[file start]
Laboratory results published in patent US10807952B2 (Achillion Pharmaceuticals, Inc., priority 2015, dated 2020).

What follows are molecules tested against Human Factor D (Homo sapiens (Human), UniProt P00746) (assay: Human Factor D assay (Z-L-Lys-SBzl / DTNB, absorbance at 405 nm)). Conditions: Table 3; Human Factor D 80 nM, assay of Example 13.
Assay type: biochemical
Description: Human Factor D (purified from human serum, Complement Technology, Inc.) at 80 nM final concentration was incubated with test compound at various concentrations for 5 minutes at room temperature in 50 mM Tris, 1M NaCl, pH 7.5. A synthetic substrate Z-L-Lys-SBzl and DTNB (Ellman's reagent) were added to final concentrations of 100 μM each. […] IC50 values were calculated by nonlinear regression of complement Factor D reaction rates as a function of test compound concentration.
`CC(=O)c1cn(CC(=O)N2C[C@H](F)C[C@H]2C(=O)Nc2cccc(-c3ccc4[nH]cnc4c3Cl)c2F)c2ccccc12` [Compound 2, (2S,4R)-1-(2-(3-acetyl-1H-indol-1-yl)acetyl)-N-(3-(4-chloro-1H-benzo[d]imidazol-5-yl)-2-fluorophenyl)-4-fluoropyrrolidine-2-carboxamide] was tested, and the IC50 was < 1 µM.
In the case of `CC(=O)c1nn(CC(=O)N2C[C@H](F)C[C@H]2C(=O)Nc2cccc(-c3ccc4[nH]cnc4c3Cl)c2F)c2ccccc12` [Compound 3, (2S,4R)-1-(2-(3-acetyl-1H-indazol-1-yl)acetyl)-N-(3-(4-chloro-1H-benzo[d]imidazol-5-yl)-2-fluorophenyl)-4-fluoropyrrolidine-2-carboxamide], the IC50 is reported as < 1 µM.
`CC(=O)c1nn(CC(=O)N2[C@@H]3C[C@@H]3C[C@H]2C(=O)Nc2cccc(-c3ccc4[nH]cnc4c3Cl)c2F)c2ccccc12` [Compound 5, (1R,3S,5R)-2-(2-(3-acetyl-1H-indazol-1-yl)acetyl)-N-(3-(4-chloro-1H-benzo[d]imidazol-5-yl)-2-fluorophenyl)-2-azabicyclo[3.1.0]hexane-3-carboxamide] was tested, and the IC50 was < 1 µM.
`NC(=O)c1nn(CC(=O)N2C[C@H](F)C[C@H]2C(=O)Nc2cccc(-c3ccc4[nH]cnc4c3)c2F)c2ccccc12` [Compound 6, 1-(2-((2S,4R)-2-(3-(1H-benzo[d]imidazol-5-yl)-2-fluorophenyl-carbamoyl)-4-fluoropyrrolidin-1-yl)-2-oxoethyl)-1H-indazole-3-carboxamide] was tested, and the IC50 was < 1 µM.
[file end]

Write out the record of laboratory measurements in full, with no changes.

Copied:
Laboratory results published in patent US10807952B2 (Achillion Pharmaceuticals, Inc., priority 2015, dated 2020).

What follows are molecules tested against Human Factor D (Homo sapiens (Human), UniProt P00746) (assay: Human Factor D assay (Z-L-Lys-SBzl / DTNB, absorbance at 405 nm)). Conditions: Table 3; Human Factor D 80 nM, assay of Example 13.
Assay type: biochemical
Description: Human Factor D (purified from human serum, Complement Technology, Inc.) at 80 nM final concentration was incubated with test compound at various concentrations for 5 minutes at room temperature in 50 mM Tris, 1M NaCl, pH 7.5. A synthetic substrate Z-L-Lys-SBzl and DTNB (Ellman's reagent) were added to final concentrations of 100 μM each. […] IC50 values were calculated by nonlinear regression of complement Factor D reaction rates as a function of test compound concentration.
`CC(=O)c1cn(CC(=O)N2C[C@H](F)C[C@H]2C(=O)Nc2cccc(-c3ccc4[nH]cnc4c3Cl)c2F)c2ccccc12` [Compound 2, (2S,4R)-1-(2-(3-acetyl-1H-indol-1-yl)acetyl)-N-(3-(4-chloro-1H-benzo[d]imidazol-5-yl)-2-fluorophenyl)-4-fluoropyrrolidine-2-carboxamide] was tested, and the IC50 was < 1 µM.
In the case of `CC(=O)c1nn(CC(=O)N2C[C@H](F)C[C@H]2C(=O)Nc2cccc(-c3ccc4[nH]cnc4c3Cl)c2F)c2ccccc12` [Compound 3, (2S,4R)-1-(2-(3-acetyl-1H-indazol-1-yl)acetyl)-N-(3-(4-chloro-1H-benzo[d]imidazol-5-yl)-2-fluorophenyl)-4-fluoropyrrolidine-2-carboxamide], the IC50 is reported as < 1 µM.
`CC(=O)c1nn(CC(=O)N2[C@@H]3C[C@@H]3C[C@H]2C(=O)Nc2cccc(-c3ccc4[nH]cnc4c3Cl)c2F)c2ccccc12` [Compound 5, (1R,3S,5R)-2-(2-(3-acetyl-1H-indazol-1-yl)acetyl)-N-(3-(4-chloro-1H-benzo[d]imidazol-5-yl)-2-fluorophenyl)-2-azabicyclo[3.1.0]hexane-3-carboxamide] was tested, and the IC50 was < 1 µM.
`NC(=O)c1nn(CC(=O)N2C[C@H](F)C[C@H]2C(=O)Nc2cccc(-c3ccc4[nH]cnc4c3)c2F)c2ccccc12` [Compound 6, 1-(2-((2S,4R)-2-(3-(1H-benzo[d]imidazol-5-yl)-2-fluorophenyl-carbamoyl)-4-fluoropyrrolidin-1-yl)-2-oxoethyl)-1H-indazole-3-carboxamide] was tested, and the IC50 was < 1 µM.